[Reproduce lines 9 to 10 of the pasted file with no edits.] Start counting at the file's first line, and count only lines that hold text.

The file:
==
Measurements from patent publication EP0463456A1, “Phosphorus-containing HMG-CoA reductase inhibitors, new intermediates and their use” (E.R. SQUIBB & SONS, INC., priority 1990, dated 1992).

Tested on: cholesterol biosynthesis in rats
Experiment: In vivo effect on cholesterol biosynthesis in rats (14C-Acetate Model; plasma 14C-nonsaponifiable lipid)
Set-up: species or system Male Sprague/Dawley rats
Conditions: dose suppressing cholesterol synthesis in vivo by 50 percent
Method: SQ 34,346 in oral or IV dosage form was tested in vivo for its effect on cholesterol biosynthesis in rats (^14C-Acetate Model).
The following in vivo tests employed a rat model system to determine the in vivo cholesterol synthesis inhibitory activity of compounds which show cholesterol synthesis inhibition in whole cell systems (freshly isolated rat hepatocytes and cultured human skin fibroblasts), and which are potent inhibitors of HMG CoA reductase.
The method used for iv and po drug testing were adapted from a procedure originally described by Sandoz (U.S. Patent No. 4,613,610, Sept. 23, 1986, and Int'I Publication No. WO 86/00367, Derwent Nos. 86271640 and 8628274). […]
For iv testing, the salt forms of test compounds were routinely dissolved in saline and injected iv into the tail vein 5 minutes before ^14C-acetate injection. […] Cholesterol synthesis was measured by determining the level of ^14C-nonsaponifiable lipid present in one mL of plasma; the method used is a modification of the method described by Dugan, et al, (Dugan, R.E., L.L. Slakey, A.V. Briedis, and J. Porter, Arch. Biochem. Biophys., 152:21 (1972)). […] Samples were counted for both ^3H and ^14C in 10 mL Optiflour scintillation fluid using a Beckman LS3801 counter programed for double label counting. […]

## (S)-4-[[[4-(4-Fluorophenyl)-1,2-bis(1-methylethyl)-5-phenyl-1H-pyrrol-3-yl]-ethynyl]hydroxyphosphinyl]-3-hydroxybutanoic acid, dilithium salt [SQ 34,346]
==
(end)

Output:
For iv testing, the salt forms of test compounds were routinely dissolved in saline and injected iv into the tail vein 5 minutes before ^14C-acetate injection. […] Cholesterol synthesis was measured by determining the level of ^14C-nonsaponifiable lipid present in one mL of plasma; the method used is a modification of the method described by Dugan, et al, (Dugan, R.E., L.L. Slakey, A.V. Briedis, and J. Porter, Arch. Biochem. Biophys., 152:21 (1972)). […] Samples were counted for both ^3H and ^14C in 10 mL Optiflour scintillation fluid using a Beckman LS3801 counter programed for double label counting. […]

## (S)-4-[[[4-(4-Fluorophenyl)-1,2-bis(1-methylethyl)-5-phenyl-1H-pyrrol-3-yl]-ethynyl]hydroxyphosphinyl]-3-hydroxybutanoic acid, dilithium salt [SQ 34,346]